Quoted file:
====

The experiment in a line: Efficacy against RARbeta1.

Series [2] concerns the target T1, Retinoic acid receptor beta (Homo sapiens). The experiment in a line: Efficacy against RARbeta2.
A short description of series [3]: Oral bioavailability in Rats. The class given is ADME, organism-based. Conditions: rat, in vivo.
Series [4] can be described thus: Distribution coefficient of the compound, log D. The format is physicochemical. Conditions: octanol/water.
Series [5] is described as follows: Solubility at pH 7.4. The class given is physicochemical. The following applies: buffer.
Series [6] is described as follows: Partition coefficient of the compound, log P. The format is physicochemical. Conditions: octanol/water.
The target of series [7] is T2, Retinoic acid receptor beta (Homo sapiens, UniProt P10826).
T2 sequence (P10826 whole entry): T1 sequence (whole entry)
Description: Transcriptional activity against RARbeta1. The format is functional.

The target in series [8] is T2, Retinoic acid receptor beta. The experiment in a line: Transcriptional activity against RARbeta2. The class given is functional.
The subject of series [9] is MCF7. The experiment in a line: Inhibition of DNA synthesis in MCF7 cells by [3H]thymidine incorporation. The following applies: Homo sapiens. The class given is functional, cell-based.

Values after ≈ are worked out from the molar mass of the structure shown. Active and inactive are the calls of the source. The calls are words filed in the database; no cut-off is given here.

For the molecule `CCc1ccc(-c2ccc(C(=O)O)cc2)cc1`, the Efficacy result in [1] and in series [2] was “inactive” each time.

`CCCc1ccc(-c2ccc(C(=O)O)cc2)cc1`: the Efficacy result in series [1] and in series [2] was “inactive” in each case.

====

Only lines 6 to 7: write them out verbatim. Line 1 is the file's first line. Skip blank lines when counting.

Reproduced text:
Series [6] is described as follows: Partition coefficient of the compound, log P. The format is physicochemical. Conditions: octanol/water.
The target of series [7] is T2, Retinoic acid receptor beta (Homo sapiens, UniProt P10826).